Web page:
Mothers are not fathers: differences between parents in the reduction of stress levels after a parental intervention in a NICU

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Abstract

Aims:

The study examined the effects of a parental intervention to reduce parents’ stress levels during the hospitalization of their very preterm infants in a NICU, taking into account possible differences between mothers and fathers.

Methods:

Parents of infants born ≤32 weeks gestational age (GA) were randomly assigned to a standard support group (N = 21) or intervention group (N = 21). The intervention was based both on a joint observation method and infant massage provided by both parents. Parents’ stress was assessed by the Parental Stressor Scale: Neonatal Intensive Care Unit, after the first week of admission and at the infant's discharge.

Results:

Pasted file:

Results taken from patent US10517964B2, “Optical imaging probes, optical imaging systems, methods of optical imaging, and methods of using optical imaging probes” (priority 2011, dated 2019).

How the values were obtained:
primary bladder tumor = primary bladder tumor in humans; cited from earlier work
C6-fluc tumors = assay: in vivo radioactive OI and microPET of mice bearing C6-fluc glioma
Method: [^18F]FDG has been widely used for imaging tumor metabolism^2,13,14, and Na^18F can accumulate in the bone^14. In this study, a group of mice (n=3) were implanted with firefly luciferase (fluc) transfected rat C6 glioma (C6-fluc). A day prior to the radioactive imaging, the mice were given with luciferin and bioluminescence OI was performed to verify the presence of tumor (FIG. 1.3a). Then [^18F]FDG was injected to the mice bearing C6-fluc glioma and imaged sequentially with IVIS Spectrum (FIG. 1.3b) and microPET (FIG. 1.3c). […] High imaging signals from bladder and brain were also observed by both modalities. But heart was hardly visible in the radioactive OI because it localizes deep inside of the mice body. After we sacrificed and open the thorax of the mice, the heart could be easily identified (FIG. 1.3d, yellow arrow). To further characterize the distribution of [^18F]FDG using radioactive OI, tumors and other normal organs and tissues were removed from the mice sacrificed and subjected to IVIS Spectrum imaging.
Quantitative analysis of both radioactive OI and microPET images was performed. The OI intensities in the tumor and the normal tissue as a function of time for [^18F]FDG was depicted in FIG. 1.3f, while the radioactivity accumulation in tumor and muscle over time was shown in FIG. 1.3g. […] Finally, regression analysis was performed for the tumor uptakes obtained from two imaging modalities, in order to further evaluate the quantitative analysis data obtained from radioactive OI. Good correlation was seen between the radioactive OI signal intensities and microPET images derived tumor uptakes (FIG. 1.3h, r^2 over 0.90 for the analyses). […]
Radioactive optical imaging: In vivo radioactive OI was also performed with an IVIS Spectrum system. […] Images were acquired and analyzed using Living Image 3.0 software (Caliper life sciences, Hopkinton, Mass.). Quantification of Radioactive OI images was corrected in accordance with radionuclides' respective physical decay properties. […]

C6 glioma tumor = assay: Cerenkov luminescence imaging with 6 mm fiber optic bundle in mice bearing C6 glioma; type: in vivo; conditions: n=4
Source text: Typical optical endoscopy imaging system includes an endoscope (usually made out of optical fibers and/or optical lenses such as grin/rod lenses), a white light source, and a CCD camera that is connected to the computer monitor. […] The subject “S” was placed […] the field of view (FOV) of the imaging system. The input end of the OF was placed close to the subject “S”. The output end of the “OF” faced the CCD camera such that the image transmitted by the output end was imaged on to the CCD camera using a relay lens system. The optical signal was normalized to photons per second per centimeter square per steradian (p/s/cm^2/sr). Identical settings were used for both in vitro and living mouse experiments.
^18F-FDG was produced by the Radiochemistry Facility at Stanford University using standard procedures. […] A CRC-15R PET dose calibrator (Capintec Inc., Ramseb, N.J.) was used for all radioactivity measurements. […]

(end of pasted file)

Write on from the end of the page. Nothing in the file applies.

At discharge, intervention group parents showed significantly lower levels of stress related to infants’ appearance/behaviour and to parental role alteration (PRA) than those of the standard support group (p = 0.000). Overall, mothers reported more stress compared with fathers (p ≤ 0.05). The intervention was effective in reducing the stress-role alteration in mothers (p < 0.05), but not in fathers.

Conclusions:

Mothers reported more stress compared with fathers, above all for PRA. A parental intervention was effective in reducing stress-role alteration in mothers, but not fathers. Parental interventions should take into account that help for fathers could be different from help for mothers.

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